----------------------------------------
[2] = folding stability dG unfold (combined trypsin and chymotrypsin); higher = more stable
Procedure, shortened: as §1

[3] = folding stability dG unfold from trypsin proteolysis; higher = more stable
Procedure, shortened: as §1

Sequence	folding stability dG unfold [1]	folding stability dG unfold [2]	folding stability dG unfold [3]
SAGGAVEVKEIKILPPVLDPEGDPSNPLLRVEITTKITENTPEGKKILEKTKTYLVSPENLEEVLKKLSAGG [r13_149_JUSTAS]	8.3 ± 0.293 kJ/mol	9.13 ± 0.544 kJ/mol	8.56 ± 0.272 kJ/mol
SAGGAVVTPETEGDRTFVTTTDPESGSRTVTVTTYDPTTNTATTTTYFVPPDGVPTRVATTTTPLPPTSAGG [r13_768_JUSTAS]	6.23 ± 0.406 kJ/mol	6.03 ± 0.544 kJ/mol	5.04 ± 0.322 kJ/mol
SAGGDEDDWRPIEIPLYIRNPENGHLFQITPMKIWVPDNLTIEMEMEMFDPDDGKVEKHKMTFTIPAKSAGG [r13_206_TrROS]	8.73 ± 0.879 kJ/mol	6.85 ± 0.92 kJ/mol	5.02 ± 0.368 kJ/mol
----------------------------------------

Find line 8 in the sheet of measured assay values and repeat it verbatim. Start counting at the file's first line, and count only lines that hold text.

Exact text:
SAGGDEDDWRPIEIPLYIRNPENGHLFQITPMKIWVPDNLTIEMEMEMFDPDDGKVEKHKMTFTIPAKSAGG [r13_206_TrROS]	8.73 ± 0.879 kJ/mol	6.85 ± 0.92 kJ/mol	5.02 ± 0.368 kJ/mol